The Bit9 Hack
“The Bit9 Trust-based Security Platform continuously monitors and records all activity on servers and endpoints to detect and stop cyber threats that evade traditional security defenses. A cloud-based software reputation service combined with policy-driven application control and whitelisting provide the most reliable form of security in a model that can be rapidly implemented with less maintenance than traditional tools.” Well, this gives Bit9 a good reason to be hacked! Bit9 helps clients distinguish known “safe” files from computer viruses and other malicious software; so what if Bit9 can pass a malicious file as safe?!! And thats exactly what the hackers could do.
On 8th Feb 2013, Bit9 informed their customers about a potential security concern. The company said that attackers managed to compromise some of Bit9’s systems that were not protected by the company’s own software. Once inside attackers were able to steal Bit9’s secret code-signing certificates. Bit9 said they’d received reports that some customers had discovered malware inside of their own Bit9-protected networks, malware that was digitally signed by Bit9’s own encryption keys. Bit9 is a default trusted publisher in their software, which runs on customer PCs and networks as an “agent” that tries to intercept and block applications that are not on the approved whitelist. With a whitelist policy applied to a machine, that machine will trust and run anything signed by Bit9.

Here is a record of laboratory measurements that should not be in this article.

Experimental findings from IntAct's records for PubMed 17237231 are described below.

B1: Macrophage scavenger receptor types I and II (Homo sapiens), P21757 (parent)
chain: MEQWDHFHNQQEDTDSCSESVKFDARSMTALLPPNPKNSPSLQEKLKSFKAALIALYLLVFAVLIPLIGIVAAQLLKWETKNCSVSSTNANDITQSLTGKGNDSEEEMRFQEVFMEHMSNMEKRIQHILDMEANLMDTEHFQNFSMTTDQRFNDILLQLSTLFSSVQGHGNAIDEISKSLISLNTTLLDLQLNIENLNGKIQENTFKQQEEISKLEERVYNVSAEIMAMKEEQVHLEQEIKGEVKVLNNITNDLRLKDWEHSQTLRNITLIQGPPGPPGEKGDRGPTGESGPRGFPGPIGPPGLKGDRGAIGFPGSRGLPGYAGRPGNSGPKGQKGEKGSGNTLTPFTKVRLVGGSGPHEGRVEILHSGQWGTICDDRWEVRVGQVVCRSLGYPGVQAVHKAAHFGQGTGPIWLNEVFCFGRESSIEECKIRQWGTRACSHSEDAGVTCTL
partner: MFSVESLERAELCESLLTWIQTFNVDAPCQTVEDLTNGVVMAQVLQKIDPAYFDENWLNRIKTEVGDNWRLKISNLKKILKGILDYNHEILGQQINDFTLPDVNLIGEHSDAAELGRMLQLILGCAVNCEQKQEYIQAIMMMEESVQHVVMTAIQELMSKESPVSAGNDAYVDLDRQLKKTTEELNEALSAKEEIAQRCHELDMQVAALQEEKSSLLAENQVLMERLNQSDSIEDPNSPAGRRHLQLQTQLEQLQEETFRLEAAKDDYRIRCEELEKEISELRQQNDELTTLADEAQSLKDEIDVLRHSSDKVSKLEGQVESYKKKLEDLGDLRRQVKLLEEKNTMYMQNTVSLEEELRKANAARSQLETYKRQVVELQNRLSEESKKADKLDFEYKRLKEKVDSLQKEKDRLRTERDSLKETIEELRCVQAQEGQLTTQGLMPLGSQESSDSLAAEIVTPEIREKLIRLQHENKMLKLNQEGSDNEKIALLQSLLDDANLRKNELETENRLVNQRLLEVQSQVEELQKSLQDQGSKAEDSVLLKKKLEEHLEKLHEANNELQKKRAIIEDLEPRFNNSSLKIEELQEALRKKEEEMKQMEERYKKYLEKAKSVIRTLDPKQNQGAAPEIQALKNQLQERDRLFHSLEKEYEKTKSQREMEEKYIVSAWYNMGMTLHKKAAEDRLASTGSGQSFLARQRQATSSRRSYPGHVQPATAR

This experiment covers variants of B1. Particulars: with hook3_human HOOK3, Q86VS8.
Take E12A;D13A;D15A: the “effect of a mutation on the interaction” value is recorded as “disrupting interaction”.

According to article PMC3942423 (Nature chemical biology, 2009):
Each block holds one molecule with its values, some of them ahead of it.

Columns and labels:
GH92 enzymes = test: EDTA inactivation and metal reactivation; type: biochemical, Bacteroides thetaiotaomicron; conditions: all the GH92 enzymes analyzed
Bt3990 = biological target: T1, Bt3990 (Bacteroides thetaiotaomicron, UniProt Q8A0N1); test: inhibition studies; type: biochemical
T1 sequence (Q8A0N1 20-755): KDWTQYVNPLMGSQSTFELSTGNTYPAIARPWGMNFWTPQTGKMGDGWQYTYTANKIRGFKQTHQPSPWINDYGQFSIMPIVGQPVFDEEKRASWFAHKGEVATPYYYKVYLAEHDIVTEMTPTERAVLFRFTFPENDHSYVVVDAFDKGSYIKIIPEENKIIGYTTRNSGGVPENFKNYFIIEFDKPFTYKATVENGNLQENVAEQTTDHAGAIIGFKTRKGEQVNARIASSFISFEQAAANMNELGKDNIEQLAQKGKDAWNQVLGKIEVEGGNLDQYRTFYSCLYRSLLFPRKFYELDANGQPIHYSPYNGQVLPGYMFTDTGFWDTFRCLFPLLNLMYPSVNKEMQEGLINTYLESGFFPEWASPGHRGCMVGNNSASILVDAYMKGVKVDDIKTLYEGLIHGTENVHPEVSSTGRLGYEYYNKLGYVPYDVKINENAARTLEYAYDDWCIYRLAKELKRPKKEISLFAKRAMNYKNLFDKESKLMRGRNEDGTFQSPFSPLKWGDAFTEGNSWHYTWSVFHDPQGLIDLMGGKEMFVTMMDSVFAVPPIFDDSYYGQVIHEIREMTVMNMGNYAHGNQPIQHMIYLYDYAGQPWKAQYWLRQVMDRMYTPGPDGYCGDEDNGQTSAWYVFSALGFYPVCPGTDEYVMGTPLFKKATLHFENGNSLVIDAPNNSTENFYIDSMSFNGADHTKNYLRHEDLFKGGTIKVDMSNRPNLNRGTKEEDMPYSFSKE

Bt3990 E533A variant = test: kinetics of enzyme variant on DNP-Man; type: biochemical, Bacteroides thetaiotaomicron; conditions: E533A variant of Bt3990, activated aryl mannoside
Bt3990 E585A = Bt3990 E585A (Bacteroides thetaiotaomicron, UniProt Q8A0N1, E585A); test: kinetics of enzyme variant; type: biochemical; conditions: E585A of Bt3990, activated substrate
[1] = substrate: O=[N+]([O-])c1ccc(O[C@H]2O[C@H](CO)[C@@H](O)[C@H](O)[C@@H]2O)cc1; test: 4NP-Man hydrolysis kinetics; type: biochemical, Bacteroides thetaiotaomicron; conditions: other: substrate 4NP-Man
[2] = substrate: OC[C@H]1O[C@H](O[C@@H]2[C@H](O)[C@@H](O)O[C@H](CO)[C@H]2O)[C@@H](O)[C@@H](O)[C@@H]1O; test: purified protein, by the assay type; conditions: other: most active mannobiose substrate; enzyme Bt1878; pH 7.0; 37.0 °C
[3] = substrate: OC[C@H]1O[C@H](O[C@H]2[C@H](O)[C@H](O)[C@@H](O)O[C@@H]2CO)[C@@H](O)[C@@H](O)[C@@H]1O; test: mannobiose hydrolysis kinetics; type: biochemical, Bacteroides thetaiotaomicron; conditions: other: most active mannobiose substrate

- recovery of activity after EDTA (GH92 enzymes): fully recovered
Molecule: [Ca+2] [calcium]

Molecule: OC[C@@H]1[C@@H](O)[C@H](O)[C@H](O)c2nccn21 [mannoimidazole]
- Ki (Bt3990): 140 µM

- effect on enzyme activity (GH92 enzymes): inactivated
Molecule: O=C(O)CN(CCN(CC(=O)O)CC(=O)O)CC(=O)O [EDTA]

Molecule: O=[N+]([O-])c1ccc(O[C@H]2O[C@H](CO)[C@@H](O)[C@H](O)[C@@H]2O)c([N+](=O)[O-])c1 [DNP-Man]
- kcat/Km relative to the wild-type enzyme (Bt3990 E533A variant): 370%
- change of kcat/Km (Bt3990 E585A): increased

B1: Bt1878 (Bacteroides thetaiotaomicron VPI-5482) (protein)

As per Bit9 blog
“In brief, here is what happened. Due to an operational oversight within Bit9, we failed to install our own product on a handful of computers within our network. As a result, a malicious third party was able to illegally gain temporary access to one of our digital code-signing certificates that they then used to illegitimately sign malware. There is no indication that this was the result of an issue with our product. Our investigation also shows that our product was not compromised. We simply did not follow the best practices we recommend to our customers by making certain our product was on all physical and virtual machines within Bit9.”
And the reason for hack;
“We simply did not follow the best practices we recommend to our customers by making certain our product was on all physical and virtual machines within Bit9.”
This was a highly targeted attack, where the hacker could get in and sign the malicious code with Bit9’s certificated, making it a trusted application!